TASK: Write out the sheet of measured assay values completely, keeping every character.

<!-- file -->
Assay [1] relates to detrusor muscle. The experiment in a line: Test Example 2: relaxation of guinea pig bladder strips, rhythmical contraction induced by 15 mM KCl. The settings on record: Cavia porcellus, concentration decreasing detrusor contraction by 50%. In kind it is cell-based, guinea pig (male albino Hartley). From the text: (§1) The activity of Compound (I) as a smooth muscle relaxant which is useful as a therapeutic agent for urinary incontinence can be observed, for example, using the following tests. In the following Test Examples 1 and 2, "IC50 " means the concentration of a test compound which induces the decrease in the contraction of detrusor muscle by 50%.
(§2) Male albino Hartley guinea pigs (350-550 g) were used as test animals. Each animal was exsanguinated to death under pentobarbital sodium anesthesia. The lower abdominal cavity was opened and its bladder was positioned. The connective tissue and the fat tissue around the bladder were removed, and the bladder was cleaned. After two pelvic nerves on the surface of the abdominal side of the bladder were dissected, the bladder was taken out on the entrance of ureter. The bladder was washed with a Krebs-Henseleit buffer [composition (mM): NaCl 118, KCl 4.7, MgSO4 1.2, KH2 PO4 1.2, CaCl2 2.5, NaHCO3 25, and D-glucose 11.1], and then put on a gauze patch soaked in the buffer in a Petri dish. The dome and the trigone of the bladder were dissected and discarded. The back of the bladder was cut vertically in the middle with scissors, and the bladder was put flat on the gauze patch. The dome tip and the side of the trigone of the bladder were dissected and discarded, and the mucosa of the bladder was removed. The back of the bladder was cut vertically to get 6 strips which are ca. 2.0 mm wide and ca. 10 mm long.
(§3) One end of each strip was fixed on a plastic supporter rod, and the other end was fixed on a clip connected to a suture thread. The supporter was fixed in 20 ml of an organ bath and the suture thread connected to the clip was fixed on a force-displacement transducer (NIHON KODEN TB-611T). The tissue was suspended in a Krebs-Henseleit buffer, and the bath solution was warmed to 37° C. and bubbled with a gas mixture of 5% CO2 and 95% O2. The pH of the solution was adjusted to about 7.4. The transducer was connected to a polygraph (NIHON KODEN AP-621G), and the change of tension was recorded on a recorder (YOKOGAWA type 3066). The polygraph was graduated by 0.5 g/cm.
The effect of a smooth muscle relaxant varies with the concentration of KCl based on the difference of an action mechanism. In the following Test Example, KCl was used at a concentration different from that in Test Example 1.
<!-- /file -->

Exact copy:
Assay [1] relates to detrusor muscle. The experiment in a line: Test Example 2: relaxation of guinea pig bladder strips, rhythmical contraction induced by 15 mM KCl. The settings on record: Cavia porcellus, concentration decreasing detrusor contraction by 50%. In kind it is cell-based, guinea pig (male albino Hartley). From the text: (§1) The activity of Compound (I) as a smooth muscle relaxant which is useful as a therapeutic agent for urinary incontinence can be observed, for example, using the following tests. In the following Test Examples 1 and 2, "IC50 " means the concentration of a test compound which induces the decrease in the contraction of detrusor muscle by 50%.
(§2) Male albino Hartley guinea pigs (350-550 g) were used as test animals. Each animal was exsanguinated to death under pentobarbital sodium anesthesia. The lower abdominal cavity was opened and its bladder was positioned. The connective tissue and the fat tissue around the bladder were removed, and the bladder was cleaned. After two pelvic nerves on the surface of the abdominal side of the bladder were dissected, the bladder was taken out on the entrance of ureter. The bladder was washed with a Krebs-Henseleit buffer [composition (mM): NaCl 118, KCl 4.7, MgSO4 1.2, KH2 PO4 1.2, CaCl2 2.5, NaHCO3 25, and D-glucose 11.1], and then put on a gauze patch soaked in the buffer in a Petri dish. The dome and the trigone of the bladder were dissected and discarded. The back of the bladder was cut vertically in the middle with scissors, and the bladder was put flat on the gauze patch. The dome tip and the side of the trigone of the bladder were dissected and discarded, and the mucosa of the bladder was removed. The back of the bladder was cut vertically to get 6 strips which are ca. 2.0 mm wide and ca. 10 mm long.
(§3) One end of each strip was fixed on a plastic supporter rod, and the other end was fixed on a clip connected to a suture thread. The supporter was fixed in 20 ml of an organ bath and the suture thread connected to the clip was fixed on a force-displacement transducer (NIHON KODEN TB-611T). The tissue was suspended in a Krebs-Henseleit buffer, and the bath solution was warmed to 37° C. and bubbled with a gas mixture of 5% CO2 and 95% O2. The pH of the solution was adjusted to about 7.4. The transducer was connected to a polygraph (NIHON KODEN AP-621G), and the change of tension was recorded on a recorder (YOKOGAWA type 3066). The polygraph was graduated by 0.5 g/cm.
The effect of a smooth muscle relaxant varies with the concentration of KCl based on the difference of an action mechanism. In the following Test Example, KCl was used at a concentration different from that in Test Example 1.